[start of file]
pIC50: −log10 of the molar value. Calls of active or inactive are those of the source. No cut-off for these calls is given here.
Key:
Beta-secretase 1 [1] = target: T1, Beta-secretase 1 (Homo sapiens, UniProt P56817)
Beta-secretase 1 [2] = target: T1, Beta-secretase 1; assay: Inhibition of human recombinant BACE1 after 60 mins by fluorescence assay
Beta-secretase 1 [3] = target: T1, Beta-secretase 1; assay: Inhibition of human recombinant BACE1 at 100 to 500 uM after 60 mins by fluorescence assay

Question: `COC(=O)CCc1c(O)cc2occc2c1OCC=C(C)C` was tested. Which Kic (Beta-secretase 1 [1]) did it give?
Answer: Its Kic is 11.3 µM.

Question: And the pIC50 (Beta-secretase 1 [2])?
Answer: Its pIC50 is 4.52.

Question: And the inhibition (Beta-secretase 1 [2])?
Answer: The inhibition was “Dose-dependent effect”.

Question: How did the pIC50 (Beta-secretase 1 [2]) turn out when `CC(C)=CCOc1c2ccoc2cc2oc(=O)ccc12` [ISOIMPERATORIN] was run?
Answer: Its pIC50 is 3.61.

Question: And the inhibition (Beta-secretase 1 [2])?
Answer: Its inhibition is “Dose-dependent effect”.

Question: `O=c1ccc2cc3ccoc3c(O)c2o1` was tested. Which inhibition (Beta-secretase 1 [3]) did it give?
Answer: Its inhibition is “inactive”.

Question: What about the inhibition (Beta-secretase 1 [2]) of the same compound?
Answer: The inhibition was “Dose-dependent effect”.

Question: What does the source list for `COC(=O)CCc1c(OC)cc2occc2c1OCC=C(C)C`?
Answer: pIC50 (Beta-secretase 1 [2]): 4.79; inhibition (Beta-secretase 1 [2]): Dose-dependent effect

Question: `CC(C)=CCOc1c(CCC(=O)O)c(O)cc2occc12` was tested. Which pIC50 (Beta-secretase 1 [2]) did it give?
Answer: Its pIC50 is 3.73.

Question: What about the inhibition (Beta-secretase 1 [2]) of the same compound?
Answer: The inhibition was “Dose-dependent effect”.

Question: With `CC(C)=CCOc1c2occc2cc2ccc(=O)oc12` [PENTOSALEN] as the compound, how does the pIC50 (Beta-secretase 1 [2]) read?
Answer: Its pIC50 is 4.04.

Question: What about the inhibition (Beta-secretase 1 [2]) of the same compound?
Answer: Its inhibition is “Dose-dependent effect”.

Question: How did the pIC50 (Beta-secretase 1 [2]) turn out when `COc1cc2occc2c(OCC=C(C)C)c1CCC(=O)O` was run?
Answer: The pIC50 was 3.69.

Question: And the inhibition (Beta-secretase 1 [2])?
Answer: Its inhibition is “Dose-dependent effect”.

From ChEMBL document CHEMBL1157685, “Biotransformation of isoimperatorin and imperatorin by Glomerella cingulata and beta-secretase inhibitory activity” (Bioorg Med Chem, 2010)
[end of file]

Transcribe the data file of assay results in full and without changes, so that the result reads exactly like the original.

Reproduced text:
pIC50: −log10 of the molar value. Calls of active or inactive are those of the source. No cut-off for these calls is given here.
Key:
Beta-secretase 1 [1] = target: T1, Beta-secretase 1 (Homo sapiens, UniProt P56817)
Beta-secretase 1 [2] = target: T1, Beta-secretase 1; assay: Inhibition of human recombinant BACE1 after 60 mins by fluorescence assay
Beta-secretase 1 [3] = target: T1, Beta-secretase 1; assay: Inhibition of human recombinant BACE1 at 100 to 500 uM after 60 mins by fluorescence assay

Question: `COC(=O)CCc1c(O)cc2occc2c1OCC=C(C)C` was tested. Which Kic (Beta-secretase 1 [1]) did it give?
Answer: Its Kic is 11.3 µM.

Question: And the pIC50 (Beta-secretase 1 [2])?
Answer: Its pIC50 is 4.52.

Question: And the inhibition (Beta-secretase 1 [2])?
Answer: The inhibition was “Dose-dependent effect”.

Question: How did the pIC50 (Beta-secretase 1 [2]) turn out when `CC(C)=CCOc1c2ccoc2cc2oc(=O)ccc12` [ISOIMPERATORIN] was run?
Answer: Its pIC50 is 3.61.

Question: And the inhibition (Beta-secretase 1 [2])?
Answer: Its inhibition is “Dose-dependent effect”.

Question: `O=c1ccc2cc3ccoc3c(O)c2o1` was tested. Which inhibition (Beta-secretase 1 [3]) did it give?
Answer: Its inhibition is “inactive”.

Question: What about the inhibition (Beta-secretase 1 [2]) of the same compound?
Answer: The inhibition was “Dose-dependent effect”.

Question: What does the source list for `COC(=O)CCc1c(OC)cc2occc2c1OCC=C(C)C`?
Answer: pIC50 (Beta-secretase 1 [2]): 4.79; inhibition (Beta-secretase 1 [2]): Dose-dependent effect

Question: `CC(C)=CCOc1c(CCC(=O)O)c(O)cc2occc12` was tested. Which pIC50 (Beta-secretase 1 [2]) did it give?
Answer: Its pIC50 is 3.73.

Question: What about the inhibition (Beta-secretase 1 [2]) of the same compound?
Answer: The inhibition was “Dose-dependent effect”.

Question: With `CC(C)=CCOc1c2occc2cc2ccc(=O)oc12` [PENTOSALEN] as the compound, how does the pIC50 (Beta-secretase 1 [2]) read?
Answer: Its pIC50 is 4.04.

Question: What about the inhibition (Beta-secretase 1 [2]) of the same compound?
Answer: Its inhibition is “Dose-dependent effect”.

Question: How did the pIC50 (Beta-secretase 1 [2]) turn out when `COc1cc2occc2c(OCC=C(C)C)c1CCC(=O)O` was run?
Answer: The pIC50 was 3.69.

Question: And the inhibition (Beta-secretase 1 [2])?
Answer: Its inhibition is “Dose-dependent effect”.

From ChEMBL document CHEMBL1157685, “Biotransformation of isoimperatorin and imperatorin by Glomerella cingulata and beta-secretase inhibitory activity” (Bioorg Med Chem, 2010)